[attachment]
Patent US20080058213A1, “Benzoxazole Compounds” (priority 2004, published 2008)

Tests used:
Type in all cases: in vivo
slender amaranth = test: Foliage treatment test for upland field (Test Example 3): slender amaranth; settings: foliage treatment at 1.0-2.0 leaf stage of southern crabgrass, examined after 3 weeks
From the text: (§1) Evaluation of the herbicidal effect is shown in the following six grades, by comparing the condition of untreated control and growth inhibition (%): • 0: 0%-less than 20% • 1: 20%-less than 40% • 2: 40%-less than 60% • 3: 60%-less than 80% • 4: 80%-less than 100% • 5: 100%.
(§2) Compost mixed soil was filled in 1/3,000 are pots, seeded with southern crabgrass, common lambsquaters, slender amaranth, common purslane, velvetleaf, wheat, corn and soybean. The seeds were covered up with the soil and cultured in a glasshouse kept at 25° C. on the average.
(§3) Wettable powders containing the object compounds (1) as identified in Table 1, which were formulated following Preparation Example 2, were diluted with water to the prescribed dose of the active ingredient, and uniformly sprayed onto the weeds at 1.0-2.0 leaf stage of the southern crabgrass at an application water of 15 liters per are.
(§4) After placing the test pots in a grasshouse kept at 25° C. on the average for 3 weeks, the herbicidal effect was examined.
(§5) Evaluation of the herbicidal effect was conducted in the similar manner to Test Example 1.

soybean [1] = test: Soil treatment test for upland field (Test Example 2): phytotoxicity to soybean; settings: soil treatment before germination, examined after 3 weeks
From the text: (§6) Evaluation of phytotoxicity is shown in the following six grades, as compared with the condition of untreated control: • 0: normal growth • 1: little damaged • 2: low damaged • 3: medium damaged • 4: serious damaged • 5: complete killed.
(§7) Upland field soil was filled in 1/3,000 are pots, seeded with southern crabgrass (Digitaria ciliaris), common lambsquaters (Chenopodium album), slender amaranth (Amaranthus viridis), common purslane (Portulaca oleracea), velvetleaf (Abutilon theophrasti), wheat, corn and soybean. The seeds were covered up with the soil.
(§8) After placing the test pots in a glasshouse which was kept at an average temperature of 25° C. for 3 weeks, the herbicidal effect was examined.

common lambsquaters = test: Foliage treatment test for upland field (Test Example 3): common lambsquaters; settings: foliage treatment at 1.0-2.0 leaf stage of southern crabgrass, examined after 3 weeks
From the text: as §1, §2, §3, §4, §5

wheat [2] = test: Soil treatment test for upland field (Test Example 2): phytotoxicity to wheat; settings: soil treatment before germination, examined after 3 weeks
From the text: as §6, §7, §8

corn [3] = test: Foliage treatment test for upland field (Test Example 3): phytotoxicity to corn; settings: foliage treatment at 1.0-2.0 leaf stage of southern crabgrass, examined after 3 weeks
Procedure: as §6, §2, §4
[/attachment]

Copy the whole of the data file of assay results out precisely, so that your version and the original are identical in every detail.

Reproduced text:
Patent US20080058213A1, “Benzoxazole Compounds” (priority 2004, published 2008)

Tests used:
Type in all cases: in vivo
slender amaranth = test: Foliage treatment test for upland field (Test Example 3): slender amaranth; settings: foliage treatment at 1.0-2.0 leaf stage of southern crabgrass, examined after 3 weeks
From the text: (§1) Evaluation of the herbicidal effect is shown in the following six grades, by comparing the condition of untreated control and growth inhibition (%): • 0: 0%-less than 20% • 1: 20%-less than 40% • 2: 40%-less than 60% • 3: 60%-less than 80% • 4: 80%-less than 100% • 5: 100%.
(§2) Compost mixed soil was filled in 1/3,000 are pots, seeded with southern crabgrass, common lambsquaters, slender amaranth, common purslane, velvetleaf, wheat, corn and soybean. The seeds were covered up with the soil and cultured in a glasshouse kept at 25° C. on the average.
(§3) Wettable powders containing the object compounds (1) as identified in Table 1, which were formulated following Preparation Example 2, were diluted with water to the prescribed dose of the active ingredient, and uniformly sprayed onto the weeds at 1.0-2.0 leaf stage of the southern crabgrass at an application water of 15 liters per are.
(§4) After placing the test pots in a grasshouse kept at 25° C. on the average for 3 weeks, the herbicidal effect was examined.
(§5) Evaluation of the herbicidal effect was conducted in the similar manner to Test Example 1.

soybean [1] = test: Soil treatment test for upland field (Test Example 2): phytotoxicity to soybean; settings: soil treatment before germination, examined after 3 weeks
From the text: (§6) Evaluation of phytotoxicity is shown in the following six grades, as compared with the condition of untreated control: • 0: normal growth • 1: little damaged • 2: low damaged • 3: medium damaged • 4: serious damaged • 5: complete killed.
(§7) Upland field soil was filled in 1/3,000 are pots, seeded with southern crabgrass (Digitaria ciliaris), common lambsquaters (Chenopodium album), slender amaranth (Amaranthus viridis), common purslane (Portulaca oleracea), velvetleaf (Abutilon theophrasti), wheat, corn and soybean. The seeds were covered up with the soil.
(§8) After placing the test pots in a glasshouse which was kept at an average temperature of 25° C. for 3 weeks, the herbicidal effect was examined.

common lambsquaters = test: Foliage treatment test for upland field (Test Example 3): common lambsquaters; settings: foliage treatment at 1.0-2.0 leaf stage of southern crabgrass, examined after 3 weeks
From the text: as §1, §2, §3, §4, §5

wheat [2] = test: Soil treatment test for upland field (Test Example 2): phytotoxicity to wheat; settings: soil treatment before germination, examined after 3 weeks
From the text: as §6, §7, §8

corn [3] = test: Foliage treatment test for upland field (Test Example 3): phytotoxicity to corn; settings: foliage treatment at 1.0-2.0 leaf stage of southern crabgrass, examined after 3 weeks
Procedure: as §6, §2, §4